For the person who loves to write or who has chosen pr as a career path, a journalism background is the best of educations for gathering the necessary technical skills needed to perform.

    Two of my biggest pet peeves are (1) to read a badly written press release and (2) to suffer through a sloppy, unfocused project proposal.

  4. First, the way this is framed assumes that “PR” is primarily about getting a company covered in newspaper articles by journalists. PR today involves, for example, writing a blog targeted to customers/ constituents, engaging stakeholders in social networking, managing Web content, and so on. Interacting directly with reporters may be far down the list of what a PR professional does in a particular position or role.

    Second, many people in many occupations other than journalism, from business analysts to recruiters, develop investigative skills and content knowledge.

    Third, in my experience, the mindset “impartiality” can be an obstacle in PR. I have done more PR than journalism, but I “think more like a journalist.” I can sometimes feel conflicted and uncomfortable mustering and communicating with enthusiasm about something that my “impartial” mind tells me is actually not all that interesting to anybody except my employer! I believe people more suited to PR don’t feel that way and find more satisfaction and integrity in serving people by promoting the employer’s work per se rather than promoting “real” stories.

  5. Well no other view except then to say that atleast Corporate Communications should be spared this agony of having ex journos in the saddle, though an afficianado of some legendary western (read british) editors I still believe that Indian PR industry is yet far from bridging the gap between the demands of an increasingly assertive corporate clientele with an almost reciprocally demure media, as far as PR is concerned well I believe the adage “its theirs to tell us what to do and for us to tell them where to stuff it” (depicting in a sense the typical relationship between a client and the agency) holds true,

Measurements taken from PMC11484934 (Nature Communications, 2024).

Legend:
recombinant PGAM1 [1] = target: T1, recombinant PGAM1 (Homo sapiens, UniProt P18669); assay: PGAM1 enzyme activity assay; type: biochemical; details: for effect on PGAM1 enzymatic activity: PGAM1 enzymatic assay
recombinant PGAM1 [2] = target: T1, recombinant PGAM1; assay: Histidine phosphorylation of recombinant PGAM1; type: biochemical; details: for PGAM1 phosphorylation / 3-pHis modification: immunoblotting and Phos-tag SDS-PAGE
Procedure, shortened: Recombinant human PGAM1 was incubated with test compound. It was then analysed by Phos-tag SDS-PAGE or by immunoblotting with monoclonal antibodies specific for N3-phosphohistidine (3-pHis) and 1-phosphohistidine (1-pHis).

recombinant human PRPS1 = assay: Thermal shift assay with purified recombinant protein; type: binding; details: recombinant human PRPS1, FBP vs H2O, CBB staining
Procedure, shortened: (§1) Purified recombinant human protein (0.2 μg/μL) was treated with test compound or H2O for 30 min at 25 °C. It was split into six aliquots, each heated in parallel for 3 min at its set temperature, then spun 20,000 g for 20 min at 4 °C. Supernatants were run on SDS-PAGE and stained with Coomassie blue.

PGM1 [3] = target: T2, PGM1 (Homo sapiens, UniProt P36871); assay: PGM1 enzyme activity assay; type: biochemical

6. My primary degree is in print journalism, from Manipal University. As I began my career in PR while in college, it was then I discovered that I enjoyed being a public advocate for a company, a cause, a product. “Jumping the fence.” However, I believe that the greatest
    strength for a PR pro is in the writing. One has to be able to deliver clear, precise, and memorable messaging when conducting media relations. My journalism education has been absolutely invaluable in my PR career… the training I received in writing for a variety of
    audiences; adhering to deadline; and understanding the media – what they seek, what they want. That exposure to journalism, whether it be from education or work experience, is an attribute not every PR professional possesses – if you do, utilize it to the highest degree.

  7. I was a journalist for six years, and quite dismissive of PR types at the time. Then, when I decided to study PR and try to get into the business, I thought I really wouldn’t learn anything.

    The first thing I learned is how wrong I was. And the thing I believe many journalists don’t understand (or maybe it was just me) is the art/ science of integrating communications into corporate strategy, and understanding how what you do as a flack relates to everything else an organization does.

    The only quibble I have with your argument, Vikram, is that it frames PR essentially as media relations. While the skills you outline are to an extent transferable, there are lots of people doing ‘PR’ who never ‘work with journalists.’ Internal comms, investor relations,
    government relations, community relations, social media work…

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Disclaimer: The thoughts expressed by me in this blog are my personal views and do not represent the views of my employer or the organizations I have been associated with. I believe in the principle of sharing information. Feel free to link to any of the posts in this blog.